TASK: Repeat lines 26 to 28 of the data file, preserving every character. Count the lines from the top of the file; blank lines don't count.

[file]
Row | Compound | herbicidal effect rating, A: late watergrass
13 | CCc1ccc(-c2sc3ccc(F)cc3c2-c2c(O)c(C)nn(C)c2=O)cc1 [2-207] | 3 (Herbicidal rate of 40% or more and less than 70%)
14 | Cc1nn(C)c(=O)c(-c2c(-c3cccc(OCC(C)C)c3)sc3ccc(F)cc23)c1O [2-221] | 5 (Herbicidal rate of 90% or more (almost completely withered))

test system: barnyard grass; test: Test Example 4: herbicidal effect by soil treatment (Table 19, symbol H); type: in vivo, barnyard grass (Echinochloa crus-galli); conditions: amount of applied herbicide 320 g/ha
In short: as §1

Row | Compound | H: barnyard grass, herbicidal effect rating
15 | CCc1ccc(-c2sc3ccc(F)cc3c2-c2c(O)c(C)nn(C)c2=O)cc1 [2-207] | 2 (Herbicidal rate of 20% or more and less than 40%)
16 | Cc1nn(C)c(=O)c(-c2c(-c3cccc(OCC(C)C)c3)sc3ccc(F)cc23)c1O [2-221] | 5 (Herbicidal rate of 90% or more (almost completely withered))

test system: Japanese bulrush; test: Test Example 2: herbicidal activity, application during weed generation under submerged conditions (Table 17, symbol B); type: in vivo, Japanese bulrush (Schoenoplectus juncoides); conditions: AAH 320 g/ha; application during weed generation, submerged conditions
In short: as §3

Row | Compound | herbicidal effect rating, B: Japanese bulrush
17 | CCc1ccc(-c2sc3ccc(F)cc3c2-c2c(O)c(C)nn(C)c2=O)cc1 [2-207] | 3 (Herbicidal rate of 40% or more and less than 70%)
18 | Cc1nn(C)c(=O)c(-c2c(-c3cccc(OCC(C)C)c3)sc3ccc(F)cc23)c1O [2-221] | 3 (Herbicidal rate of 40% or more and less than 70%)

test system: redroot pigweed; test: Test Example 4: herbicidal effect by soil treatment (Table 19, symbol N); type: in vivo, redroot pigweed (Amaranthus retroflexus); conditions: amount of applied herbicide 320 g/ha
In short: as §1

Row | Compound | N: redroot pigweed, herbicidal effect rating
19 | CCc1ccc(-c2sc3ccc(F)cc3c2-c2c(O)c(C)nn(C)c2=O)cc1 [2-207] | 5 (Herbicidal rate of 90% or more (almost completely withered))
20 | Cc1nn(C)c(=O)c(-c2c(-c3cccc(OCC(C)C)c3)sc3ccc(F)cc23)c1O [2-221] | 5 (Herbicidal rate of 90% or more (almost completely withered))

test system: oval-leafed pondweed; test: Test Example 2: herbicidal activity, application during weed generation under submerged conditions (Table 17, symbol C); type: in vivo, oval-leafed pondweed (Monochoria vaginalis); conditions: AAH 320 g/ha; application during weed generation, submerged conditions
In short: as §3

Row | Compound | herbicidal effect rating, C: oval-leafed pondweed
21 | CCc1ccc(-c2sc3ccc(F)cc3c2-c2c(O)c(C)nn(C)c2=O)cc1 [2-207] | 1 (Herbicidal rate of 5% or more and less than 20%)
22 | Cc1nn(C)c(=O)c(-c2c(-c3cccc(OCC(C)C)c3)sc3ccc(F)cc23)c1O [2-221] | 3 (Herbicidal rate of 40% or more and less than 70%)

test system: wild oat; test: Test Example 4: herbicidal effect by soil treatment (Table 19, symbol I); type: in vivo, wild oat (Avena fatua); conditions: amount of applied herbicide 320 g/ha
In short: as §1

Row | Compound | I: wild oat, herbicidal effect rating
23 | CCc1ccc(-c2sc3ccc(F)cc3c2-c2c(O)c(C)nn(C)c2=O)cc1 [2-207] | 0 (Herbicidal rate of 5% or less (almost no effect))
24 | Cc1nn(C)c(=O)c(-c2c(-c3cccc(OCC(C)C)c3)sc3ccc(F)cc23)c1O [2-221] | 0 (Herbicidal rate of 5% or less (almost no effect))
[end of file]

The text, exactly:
Row | Compound | I: wild oat, herbicidal effect rating
23 | CCc1ccc(-c2sc3ccc(F)cc3c2-c2c(O)c(C)nn(C)c2=O)cc1 [2-207] | 0 (Herbicidal rate of 5% or less (almost no effect))
24 | Cc1nn(C)c(=O)c(-c2c(-c3cccc(OCC(C)C)c3)sc3ccc(F)cc23)c1O [2-221] | 0 (Herbicidal rate of 5% or less (almost no effect))